Live Review: The Skints [The Cockpit, Leeds] October 9, 2012

By Jade Aitken
By October 11, 2012 September 15th, 2016 Live, Reviews

Four years after their first show up North, The Skints return to The Cockpit in Leeds bringing with them a night of pure reggae-rock awesomeness with support from Jake And The Jellyfish and The Drop. Cockpit is sold-out here tonight.

First on is local band Jake And The Jellyfish, a four-piece band playing a mix of punk, folk and reggae. Lead vocalist Jake has a very original (and raspy) voice that is (nearly) perfect for this style of music. The band are also very energetic, and their performance on the whole stays with us for the entire evening. We’re in such a good mood after watching this lot, and we expect big tings ‘n’ that. Brilliant stuff.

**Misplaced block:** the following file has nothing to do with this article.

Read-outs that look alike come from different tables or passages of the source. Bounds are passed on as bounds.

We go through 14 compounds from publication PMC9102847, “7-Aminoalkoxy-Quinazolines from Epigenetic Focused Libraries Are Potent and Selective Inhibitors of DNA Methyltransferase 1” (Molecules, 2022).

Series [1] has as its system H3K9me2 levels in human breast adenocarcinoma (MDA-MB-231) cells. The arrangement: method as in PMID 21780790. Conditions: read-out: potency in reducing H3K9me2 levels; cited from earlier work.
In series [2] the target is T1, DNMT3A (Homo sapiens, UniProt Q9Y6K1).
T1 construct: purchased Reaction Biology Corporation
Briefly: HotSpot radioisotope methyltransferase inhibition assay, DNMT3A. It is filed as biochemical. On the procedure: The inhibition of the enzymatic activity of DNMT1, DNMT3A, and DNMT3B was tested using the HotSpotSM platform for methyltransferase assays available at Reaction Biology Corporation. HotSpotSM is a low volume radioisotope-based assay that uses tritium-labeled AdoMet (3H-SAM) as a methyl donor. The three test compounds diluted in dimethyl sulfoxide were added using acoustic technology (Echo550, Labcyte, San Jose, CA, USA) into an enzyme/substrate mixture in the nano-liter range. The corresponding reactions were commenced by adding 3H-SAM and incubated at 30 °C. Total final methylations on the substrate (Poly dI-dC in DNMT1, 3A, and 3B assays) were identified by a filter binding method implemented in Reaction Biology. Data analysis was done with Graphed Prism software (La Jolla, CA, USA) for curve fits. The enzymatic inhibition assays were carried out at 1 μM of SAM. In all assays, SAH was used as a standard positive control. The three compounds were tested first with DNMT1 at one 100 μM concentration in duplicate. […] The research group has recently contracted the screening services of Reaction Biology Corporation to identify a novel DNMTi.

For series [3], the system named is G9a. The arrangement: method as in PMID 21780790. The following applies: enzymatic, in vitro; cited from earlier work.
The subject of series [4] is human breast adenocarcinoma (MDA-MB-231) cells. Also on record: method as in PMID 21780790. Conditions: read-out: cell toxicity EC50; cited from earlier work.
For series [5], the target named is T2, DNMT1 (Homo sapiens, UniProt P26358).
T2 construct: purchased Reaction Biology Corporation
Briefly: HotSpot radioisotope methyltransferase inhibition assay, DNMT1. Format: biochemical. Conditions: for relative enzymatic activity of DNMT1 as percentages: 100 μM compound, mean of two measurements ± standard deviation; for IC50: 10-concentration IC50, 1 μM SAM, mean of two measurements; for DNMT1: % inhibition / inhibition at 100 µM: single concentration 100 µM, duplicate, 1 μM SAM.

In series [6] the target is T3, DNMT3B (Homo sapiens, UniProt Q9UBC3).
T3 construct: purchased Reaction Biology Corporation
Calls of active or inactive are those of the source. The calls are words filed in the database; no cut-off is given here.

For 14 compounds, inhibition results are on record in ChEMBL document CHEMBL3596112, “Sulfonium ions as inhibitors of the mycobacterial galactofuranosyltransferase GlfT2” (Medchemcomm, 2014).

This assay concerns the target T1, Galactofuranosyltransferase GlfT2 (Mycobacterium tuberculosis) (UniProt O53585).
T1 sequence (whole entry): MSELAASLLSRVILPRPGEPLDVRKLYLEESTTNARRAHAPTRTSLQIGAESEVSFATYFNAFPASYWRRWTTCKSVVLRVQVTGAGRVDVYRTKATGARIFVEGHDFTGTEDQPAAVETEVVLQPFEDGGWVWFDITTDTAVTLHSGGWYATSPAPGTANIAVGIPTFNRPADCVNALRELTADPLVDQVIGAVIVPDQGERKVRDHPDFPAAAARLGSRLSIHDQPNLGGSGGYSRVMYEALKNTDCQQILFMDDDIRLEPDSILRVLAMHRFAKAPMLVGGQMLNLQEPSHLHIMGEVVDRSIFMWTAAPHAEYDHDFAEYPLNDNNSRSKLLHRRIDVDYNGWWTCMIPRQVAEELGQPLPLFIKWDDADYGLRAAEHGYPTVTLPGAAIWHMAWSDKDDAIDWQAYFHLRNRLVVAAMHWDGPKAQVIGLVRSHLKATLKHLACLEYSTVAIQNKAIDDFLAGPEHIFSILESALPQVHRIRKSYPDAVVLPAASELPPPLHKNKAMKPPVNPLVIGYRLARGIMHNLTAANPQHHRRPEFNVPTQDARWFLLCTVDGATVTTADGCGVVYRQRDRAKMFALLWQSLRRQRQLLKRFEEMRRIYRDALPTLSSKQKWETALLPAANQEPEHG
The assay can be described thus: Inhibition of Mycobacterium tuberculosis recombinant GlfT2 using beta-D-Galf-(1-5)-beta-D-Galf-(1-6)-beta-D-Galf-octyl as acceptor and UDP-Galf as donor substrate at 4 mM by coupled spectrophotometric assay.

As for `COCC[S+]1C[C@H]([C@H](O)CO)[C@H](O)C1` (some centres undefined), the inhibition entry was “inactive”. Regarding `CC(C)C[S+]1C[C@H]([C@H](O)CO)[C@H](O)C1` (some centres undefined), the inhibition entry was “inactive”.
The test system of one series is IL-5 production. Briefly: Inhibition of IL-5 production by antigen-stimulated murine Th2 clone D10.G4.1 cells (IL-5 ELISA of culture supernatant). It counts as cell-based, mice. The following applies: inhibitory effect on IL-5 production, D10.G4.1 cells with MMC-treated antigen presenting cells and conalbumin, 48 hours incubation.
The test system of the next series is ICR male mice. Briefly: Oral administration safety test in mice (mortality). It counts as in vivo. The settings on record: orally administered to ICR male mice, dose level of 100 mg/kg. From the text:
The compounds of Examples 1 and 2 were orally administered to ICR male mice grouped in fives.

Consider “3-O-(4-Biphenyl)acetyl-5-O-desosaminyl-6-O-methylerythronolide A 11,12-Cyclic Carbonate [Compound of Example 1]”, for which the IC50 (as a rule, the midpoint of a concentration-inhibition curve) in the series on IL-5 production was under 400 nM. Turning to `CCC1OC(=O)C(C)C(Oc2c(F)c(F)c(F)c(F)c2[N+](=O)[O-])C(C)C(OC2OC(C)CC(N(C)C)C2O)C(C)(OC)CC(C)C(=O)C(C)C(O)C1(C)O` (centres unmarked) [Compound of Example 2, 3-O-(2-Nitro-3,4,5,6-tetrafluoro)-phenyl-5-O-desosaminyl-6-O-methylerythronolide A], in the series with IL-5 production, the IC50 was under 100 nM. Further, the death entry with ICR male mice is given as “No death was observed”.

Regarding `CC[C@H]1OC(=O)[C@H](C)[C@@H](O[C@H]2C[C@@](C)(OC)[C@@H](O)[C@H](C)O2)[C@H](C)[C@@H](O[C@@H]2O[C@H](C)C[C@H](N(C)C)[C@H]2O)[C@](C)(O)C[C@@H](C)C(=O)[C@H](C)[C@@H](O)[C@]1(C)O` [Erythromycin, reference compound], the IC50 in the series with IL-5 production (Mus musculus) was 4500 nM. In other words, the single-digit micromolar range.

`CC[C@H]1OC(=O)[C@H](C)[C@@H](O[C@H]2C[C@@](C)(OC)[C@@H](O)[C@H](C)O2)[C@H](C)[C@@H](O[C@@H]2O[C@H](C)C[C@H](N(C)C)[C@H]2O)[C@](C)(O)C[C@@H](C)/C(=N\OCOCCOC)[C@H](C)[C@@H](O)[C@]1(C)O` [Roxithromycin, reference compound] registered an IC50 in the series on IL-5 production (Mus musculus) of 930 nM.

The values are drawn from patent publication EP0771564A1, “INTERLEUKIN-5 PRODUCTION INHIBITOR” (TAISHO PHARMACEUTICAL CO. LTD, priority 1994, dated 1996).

Next on, we’ve got eight-piece group The Drop, These guys from Reading fill the room, not only physically, but also sonically; this band mix reggae, dub, roots and rock all into one great (and wholly passionate) package. The band includes (the delightfully named) Dandelion on vocals (and percussion), alongside Leon on guitars, Ryan on keyboards, Jason on percussion, Chaz on bass, Ed on drums, Jonny on trumpet and Joe on the sax. It’s clear to see that these guys have a great range of talent between them and it really shows when they perform out live.

Headliners The Skints (as expected) blow us away with their movement and energy. Musically they drive the pace forward, and their effortless  feel-good vibes engulf room and feed some serious skanking. With Jon Doyle slamming his bass and Joshua Waters Rudge on guitar and vocals (this dude’s got some serious style, we must say), he has everybody moving, jumping and joining in. Tonight though, Jamie Kyriakides’ vocals (combined with his playful off-beat drumming), alongside Marcia Richards’ diverse and honest performance , we are really treated to something special. Indeed, Marcia is one of the most diverse performers we’ve watched in a while. Tonight, she plays the keyboard, saxophone, flute and melodica, and impresses all in attendance with her on-form vocals and reggae-tinged rapping for standout ‘Rat-at-at’. Arenas beckon.

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